29 Apr 2016

Why I Love Baseball in the Carolinas #FlashbackFriday

The Game of Baseball requires patient study to fall in love with it, and I’ve been studying it for a long time.

7.7.14 Max Gongaware at 8 waiting to play catch with his dad

Max Gongaware, age 8, waiting to play ball with his dad.

For me (like many boys growing up), it begins with the tender and tense game of playing catch with your father – and spans years until you’re the one playing with your own children and grandchildren.

Those intervening decades found me collecting Topps baseball cards, deciphering box scores, playing on muddy fields, and praying that I’d actually catch the lazy fly ball.

Maybe it was the delicious smell of summertime, the rambling prattle of legendary Pittsburgh Pirates broadcaster Bob Prince, or the spirited games of my youth that made me fall in love with the sport. I remember bouncing a rubber ball off the side of the house, chipping away the paint while re-enacting the diving catches of my heroes.

Baseball has always been an activity I can lose myself in … a game reckoned only in outs and not in time. Play the game right and you could stay forever young.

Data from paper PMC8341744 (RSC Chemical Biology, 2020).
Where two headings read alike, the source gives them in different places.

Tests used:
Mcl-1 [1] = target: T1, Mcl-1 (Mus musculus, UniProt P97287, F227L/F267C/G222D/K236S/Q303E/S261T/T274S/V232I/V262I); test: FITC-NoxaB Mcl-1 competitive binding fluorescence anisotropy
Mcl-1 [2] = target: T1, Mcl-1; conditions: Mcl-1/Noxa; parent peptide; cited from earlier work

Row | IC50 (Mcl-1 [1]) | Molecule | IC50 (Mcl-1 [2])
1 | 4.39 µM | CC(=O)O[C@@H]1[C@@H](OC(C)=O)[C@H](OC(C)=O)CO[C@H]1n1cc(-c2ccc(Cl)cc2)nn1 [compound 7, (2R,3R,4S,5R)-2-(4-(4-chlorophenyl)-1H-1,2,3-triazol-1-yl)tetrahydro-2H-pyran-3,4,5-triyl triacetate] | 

In the Carolinas, organized baseball has a long history. Many Carolina towns fielded local clubs beginning in the 19th century. Teams like the Charleston Seagulls and the Charlotte Hornets were early representatives of a sport that expanded to nearly 100 teams. Today, within the Allen Tate footprint, there are nine professional, minor league teams remaining. These teams are part of Major League Baseball’s “farm system,” where rookies strive to prove themselves and veterans rehab or retire.

My boy is grown now, but we still occasionally toss the ball around. And when I’m at a ballpark in the Carolinas, I’m still gleefully immersed in the only game that joins together the generations of fathers playing catch with sons.

If you’re keeping score, here are links to the nine minor league baseball parks within the Allen Tate footprint (Feel free to invite me to a game):

Tom Gongaware
General Manager, REALTOR® Relations



No Comments

    and don’t forget about the North Carolina Baseball Museum in Wilson, NC!

    April 29, 2016 at 10:47 am

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